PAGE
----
Last week in a post called “Powerful Leadership” I mentioned two qualities that Susan Adams believes she sees in Barack Obama that help make him a powerful leader. He is, she suggests, a good listener and willing to compromise.

In response two people, one in the comments section on this blog and another in a private email, suggested they would add to these two characteristics the quality of authenticity as an essential ingredient in powerful leadership.

It is a lovely idea that our leaders should be authentic human beings. But I wonder what we imagine we mean when we speak of authenticity as a quality we would hope to see in our leaders.

What might authentic leadership look like?

An authentic leader is willing to admit that he struggles. Leadership that is characterized by authenticity will practice transparency. The authentic leader has nothing to hide and because he is not attempting to create an impression he knows to be false.

Leadership today is enormously challenging. We live in an incredibly complex world. It is seldom immediately or easily evident what is the best way forward in any situation. The world is changing so rapidly it is impossible to rely on the comfortable familiar patterns of the past for answers in the present.

Any leader who tries to give the impression that she finds leadership easy and that she always knows exactly what is the right thing to do is being dishonest. Dishonest leadership is not authentic leadership. The dishonest leader is unwilling to admit she has doubts. The dishonest leader is afraid of ever appearing confused, or giving the impression that she may not always have all the right answers at the tip of her fingers.

The authentic leader refuses to bluff his way through. He will never resort to arrogance, or aggression in an attempt to create the impression he has things under control. He is not afraid to acknowledge that he stumbles from time to time. He is able to apologize when he goes astray and seeks guidance, direction, and support whenever necessary, which is most of the time.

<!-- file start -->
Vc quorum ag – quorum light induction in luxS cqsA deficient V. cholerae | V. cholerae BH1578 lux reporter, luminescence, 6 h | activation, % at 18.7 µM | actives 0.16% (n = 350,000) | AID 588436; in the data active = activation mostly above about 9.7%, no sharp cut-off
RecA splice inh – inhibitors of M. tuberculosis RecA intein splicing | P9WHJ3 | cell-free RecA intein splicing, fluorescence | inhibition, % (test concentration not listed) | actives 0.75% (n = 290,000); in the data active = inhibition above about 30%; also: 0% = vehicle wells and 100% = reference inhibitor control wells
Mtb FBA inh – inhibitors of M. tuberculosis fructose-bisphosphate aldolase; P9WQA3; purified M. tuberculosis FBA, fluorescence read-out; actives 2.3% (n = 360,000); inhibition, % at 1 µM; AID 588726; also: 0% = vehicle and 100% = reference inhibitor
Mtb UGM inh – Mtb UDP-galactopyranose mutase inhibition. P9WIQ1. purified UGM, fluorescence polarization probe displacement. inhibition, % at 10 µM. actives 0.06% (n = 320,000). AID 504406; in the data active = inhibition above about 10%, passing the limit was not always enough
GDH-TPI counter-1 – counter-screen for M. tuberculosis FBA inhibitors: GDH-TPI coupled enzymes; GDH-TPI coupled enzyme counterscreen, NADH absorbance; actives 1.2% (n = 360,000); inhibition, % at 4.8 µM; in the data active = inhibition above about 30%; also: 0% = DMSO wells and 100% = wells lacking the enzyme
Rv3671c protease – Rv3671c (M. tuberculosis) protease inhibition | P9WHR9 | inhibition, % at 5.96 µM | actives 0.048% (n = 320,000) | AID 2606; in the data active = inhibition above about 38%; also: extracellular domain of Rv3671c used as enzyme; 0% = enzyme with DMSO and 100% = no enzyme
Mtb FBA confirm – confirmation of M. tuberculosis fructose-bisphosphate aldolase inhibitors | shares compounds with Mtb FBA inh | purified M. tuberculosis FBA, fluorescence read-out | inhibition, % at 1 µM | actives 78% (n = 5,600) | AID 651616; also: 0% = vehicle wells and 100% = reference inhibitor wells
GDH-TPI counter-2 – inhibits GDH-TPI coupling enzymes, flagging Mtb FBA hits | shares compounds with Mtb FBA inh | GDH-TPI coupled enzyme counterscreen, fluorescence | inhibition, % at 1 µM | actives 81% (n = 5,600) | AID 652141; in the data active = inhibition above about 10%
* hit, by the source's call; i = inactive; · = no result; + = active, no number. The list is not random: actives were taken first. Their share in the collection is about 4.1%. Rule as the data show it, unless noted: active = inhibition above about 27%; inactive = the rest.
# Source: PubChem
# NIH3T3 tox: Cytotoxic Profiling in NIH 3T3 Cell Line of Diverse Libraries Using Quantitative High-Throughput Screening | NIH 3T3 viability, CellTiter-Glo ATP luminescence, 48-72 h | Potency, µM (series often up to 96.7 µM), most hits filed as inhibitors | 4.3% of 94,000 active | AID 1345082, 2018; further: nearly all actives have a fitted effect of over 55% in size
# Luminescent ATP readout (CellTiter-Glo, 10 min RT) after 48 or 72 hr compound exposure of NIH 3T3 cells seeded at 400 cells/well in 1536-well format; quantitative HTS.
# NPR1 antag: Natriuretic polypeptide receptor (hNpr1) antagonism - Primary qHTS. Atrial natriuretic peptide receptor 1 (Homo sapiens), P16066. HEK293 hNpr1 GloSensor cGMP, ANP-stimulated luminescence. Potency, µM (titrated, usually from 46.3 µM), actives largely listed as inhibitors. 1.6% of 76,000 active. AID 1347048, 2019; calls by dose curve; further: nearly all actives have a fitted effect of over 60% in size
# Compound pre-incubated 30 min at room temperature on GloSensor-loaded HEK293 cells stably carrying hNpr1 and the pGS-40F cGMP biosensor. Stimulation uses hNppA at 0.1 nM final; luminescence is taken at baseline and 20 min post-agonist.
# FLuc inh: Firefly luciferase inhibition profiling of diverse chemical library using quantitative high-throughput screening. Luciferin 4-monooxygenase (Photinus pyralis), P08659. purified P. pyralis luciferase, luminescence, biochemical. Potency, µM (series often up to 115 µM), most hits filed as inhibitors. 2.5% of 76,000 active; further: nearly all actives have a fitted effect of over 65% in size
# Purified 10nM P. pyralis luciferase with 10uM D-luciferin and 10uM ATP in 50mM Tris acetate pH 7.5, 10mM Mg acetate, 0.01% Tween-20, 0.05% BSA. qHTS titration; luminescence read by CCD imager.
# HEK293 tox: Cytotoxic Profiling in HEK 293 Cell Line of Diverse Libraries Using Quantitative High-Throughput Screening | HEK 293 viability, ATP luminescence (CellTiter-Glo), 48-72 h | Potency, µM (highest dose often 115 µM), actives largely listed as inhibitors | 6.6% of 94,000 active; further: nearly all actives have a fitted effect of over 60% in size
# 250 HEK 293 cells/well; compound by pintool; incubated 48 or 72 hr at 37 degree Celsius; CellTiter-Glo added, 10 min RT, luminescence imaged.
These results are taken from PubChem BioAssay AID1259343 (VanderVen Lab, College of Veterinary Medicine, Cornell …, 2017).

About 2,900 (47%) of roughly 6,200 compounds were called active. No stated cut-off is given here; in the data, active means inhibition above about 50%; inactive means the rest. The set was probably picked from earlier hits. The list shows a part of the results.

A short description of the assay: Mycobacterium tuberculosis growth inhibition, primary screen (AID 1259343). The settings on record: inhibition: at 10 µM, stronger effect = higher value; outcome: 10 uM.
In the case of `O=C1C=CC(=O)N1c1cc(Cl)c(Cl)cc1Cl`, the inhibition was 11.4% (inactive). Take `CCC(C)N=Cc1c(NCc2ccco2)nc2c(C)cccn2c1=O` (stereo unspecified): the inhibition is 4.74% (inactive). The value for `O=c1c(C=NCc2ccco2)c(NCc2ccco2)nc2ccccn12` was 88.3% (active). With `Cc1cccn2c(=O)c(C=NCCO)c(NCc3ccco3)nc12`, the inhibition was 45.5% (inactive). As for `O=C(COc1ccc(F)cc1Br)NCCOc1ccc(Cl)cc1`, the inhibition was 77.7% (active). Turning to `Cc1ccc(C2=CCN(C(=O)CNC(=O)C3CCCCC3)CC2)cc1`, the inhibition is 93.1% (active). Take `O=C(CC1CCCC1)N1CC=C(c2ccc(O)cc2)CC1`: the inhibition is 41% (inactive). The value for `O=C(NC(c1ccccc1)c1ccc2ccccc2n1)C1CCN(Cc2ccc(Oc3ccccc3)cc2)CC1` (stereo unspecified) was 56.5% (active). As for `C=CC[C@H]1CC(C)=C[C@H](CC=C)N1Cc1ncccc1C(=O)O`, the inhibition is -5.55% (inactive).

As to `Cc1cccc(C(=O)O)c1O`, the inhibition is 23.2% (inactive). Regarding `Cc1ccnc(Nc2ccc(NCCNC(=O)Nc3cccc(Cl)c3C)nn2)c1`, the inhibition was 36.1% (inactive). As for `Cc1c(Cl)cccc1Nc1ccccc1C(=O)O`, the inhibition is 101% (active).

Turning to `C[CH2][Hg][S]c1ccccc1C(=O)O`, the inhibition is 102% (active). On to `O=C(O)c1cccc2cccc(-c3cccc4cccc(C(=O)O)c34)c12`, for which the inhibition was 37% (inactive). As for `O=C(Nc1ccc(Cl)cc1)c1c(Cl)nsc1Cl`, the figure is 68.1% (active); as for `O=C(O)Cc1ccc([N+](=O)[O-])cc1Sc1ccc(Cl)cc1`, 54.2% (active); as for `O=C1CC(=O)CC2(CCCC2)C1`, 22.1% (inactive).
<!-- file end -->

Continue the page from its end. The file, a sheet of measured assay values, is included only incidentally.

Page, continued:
But the idea of authenticity has roots deeper than the ideas of honesty, transparency, and openness.

Etymologically, “authentic” derives from the Greek word “authentikos” meaning “original, genuine, principal.” The root of “authentikos” is “authentes which carries the idea of “one who is acting on one’s own authority,” from “autos” meaning “self” and “hentes” which means “doer or being.” To be “authentic” is to be a doer who does what he does from within himself.

An authentic person is one who carries within herself the authority for her words, actions, and choices. She does not need the trappings of office in order to demonstrate her authority. She is not dependent upon titles, degrees, or the acclaim of others in order to be seen as a person who lives an integral life.

Authenticity attaches itself naturally to a person who is free from the pressures, forces, and expectations of external demands. The person who is living from deep within, rather than being driven by outside influences, has an independence that imbues his actions with compelling force.

To be authentic means being in tune with one’s deepest sense of who one is and living in tune with the realities of life as they are.

From a Christian perspective, authenticity resides in the experience that our true life is deeply rooted in God. As the writer of Colossians says,

your life is hidden with Christ in God.(Colossians 3:3)

Authenticity is a natural by-product of knowing that my true life does not ultimately reside in anything tangible or measurable. It is not that I devalue the physical realities of the world. But I always know that my true life ultimately resides elsewhere. Therefore, I have nothing to prove. I do not need to earn my way, or demonstrate my worth.

A truly authentic person has no fear of failure. There is no scale for failure in the authentic person’s consciousness. Knowing that his true life cannot be found in any measurable quality or achievement, neither failure nor success are relevant categories.

The authentic leader can afford to be open and responsive to life and people as they are because the authentic leader is not threatened by differences or disheartened by disagreements. Authentic leadership enables people to be free to find their way. It is respectful of the journey each person is taking and understands that no two journeys are ever exactly the same.

Authentic leadership may not always look like the popular image of strong leadership. But, in the long term, authentic leadership will be a powerful and transformative force at work in the human community.